Spreading Color and an Abundance of Joy With Liane (Petey)!
Is there a relationship between your identity (queer/gender/ethnicity/otherwise) and the work you make?
Most of my identities don’t fit within neat categories; I’m queer/bisexual, non-binary, and mixed-race. Within each of these identities, I’ve encountered othering and dismissal of my identity, being held at a distance from communities on either side of the divide. In my work, I create bold and attention-demanding statement pieces that shout at onlookers, “I’m here, I’m valid, and I won’t be ignored!"
How has being non-binary affected your life and how you view the clothing you chose to wear?
Up until college, I didn’t have the vocabulary for my gender identity; all I knew were cisgender and transgender, and I didn’t identify with being trans so I thought I must be cis. Once I learned about gender fluidity and the term non-binary, it all fit into place. I love how fluid my clothing is as a reflection of how I’m feeling on the daily. I base my outfits on my mood, and since my gender is something that shifts, I’m able to blend masculine with feminine and androgynous pieces to make myself feel good about how I’m presenting myself. I like to think of clothes as battle armor that I draw strength from as I venture out into the world.
Do you think that when it comes to being non-binary, there is a stigma that comes along with it?
I definitely think there’s a stigma attached to being non-binary, and that we encounter a lot of gatekeeping from others when we don’t fit certain molds of gender expression. I often present hyper-feminine, and can be made to feel like I’m not androgynous enough to identify as non-binary, even though there’s no one way to “look non-binary” since gender identity is a deep internal sense of self and not visible. I believe there’s still a lot of general ignorance about being non-binary outside of the transgender experience, which might cause the confusion or dismissal of our identity by others who don’t understand.
What is the reason behind your colorful, pastel clothing?
I love to dress in colorful and pastel clothing because it brings me joy. I discovered the subculture of Japanese fairy-kei fashion in 2007, which incorporates 80s pop culture and vintage with DIY and candy-colored elements. A major component of the subculture was the idea of dressing for oneself and challenging societal standards of what is considered normal and conventionally attractive. That message has stuck with me throughout the years and reflects my attitude on how I choose my outfits. I used to feel ashamed for liking child-like, hyper-feminine things since my personality is more serious and masculine and I was nervous about being judged. Now that I’m confident in who I am, and what I like, I don’t let those worries hold me back from expressing myself however I want.
What motivates you to create the artwork and products you do?
Creating art is always therapeutic for me, and I use it as a way to express myself when I don’t feel like speaking. Each line or stroke of color becomes apart of a dialogue that I’m creating and reflecting on— and I’m much more interested in the process than the finished result. On the other hand, my wearable products are created with different intentions. I consider accessories and jewelry as decorations for everyday life, kind of like the stickers you use to glam up a scrapbook page. I draw inspiration for my jewelry from specific colors, shapes, and items that I think would be fun to decorate my wardrobe with— like a giant necklace featuring a bright rainbow surrounded by dangling hearts. A lot of my pieces are super glossy to add to the cartoon factor by looking like hard candy.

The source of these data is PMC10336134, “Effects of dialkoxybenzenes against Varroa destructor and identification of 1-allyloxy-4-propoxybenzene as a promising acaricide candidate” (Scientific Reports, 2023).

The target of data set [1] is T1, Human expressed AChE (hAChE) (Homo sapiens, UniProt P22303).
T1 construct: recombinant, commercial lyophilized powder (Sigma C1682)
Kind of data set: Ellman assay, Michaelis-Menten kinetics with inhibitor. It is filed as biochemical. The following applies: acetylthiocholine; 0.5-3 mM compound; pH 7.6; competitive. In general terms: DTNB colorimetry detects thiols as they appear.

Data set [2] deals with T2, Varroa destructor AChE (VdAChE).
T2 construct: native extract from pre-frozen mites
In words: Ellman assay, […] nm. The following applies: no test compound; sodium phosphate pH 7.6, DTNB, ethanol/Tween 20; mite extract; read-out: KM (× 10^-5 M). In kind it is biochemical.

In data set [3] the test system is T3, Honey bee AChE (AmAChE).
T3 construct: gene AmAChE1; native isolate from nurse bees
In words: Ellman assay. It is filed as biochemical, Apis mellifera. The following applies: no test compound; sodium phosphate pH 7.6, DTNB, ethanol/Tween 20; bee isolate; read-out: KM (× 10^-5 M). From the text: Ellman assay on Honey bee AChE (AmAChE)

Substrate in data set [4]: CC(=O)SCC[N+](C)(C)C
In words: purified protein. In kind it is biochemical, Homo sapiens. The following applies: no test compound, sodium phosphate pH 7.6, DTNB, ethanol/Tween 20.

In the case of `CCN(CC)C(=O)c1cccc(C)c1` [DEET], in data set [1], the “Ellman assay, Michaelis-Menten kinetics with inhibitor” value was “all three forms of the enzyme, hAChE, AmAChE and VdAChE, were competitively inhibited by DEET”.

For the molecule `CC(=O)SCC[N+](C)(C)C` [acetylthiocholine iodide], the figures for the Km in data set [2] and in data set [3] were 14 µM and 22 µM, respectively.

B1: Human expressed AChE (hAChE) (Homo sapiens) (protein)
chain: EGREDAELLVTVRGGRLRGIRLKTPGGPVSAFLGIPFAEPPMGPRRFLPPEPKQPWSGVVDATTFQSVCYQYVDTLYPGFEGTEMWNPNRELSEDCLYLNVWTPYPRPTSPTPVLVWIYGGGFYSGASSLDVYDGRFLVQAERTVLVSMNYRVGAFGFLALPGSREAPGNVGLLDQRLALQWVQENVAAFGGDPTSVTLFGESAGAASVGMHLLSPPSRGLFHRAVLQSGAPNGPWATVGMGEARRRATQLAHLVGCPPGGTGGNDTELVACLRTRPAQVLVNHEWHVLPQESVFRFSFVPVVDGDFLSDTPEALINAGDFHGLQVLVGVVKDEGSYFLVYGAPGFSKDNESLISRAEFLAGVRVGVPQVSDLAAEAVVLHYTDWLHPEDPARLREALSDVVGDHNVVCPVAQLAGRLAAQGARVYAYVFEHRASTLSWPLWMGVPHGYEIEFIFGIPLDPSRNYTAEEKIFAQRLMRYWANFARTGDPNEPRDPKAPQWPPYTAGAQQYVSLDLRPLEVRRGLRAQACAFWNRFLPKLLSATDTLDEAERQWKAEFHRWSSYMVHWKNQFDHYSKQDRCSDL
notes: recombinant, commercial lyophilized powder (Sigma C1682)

What the best thing about being a business owner? The hardest?
The best thing about being a small business owner is being able to connect with people who value my art and seeing the joy my handmade pieces bring to others around the world. The most difficult part about running my own business is handling the financial aspect in a way that’s fair to me as well as my customers.
What is the main goal behind what you do?
One of my main motivations is to be the sunshine in someone’s day. From the playful statement jewelry I make to the bold fashion choices I wear, I hope to remind others to celebrate life and enjoy the little things that bring us joy. Over the years, I’ve had people say to me that they wish they could pull off wearing the things I do, and my response to that is always: you can! That’s one of the reasons I opened my shop— to encourage others to invite whimsy into their wardrobe and stop getting so caught up in feeling like growing up means growing dull.
Who are your fashion/beauty icons? Whose look inspires you?
Two beauty icons I look up to are Jamie Windust and Rin Rodriguez, who are unapologetically colorful and bold in both their makeup styles and personalities. It gives me so much joy and validation to see them thriving since they also identify as non-binary. I’m a huge fan of the outrageous, avant-garde style, and Jamie and Rin are always cooking up fun looks that inspire me to approach beauty more playfully.
What is next for you? Do you have any hopes, dreams, plans you are excited about?
I’m really excited to continue growing my small business this year, as it’s been a passion project of mine for a while but one that I’ve only recently begun taking seriously in the last couple years. I’m planning on participating in more pop-up vending events, such as downtown Artwalks, indie art events, and LGBT-friendly spaces. I hope to connect with more people looking to bring more color and fun into their lives!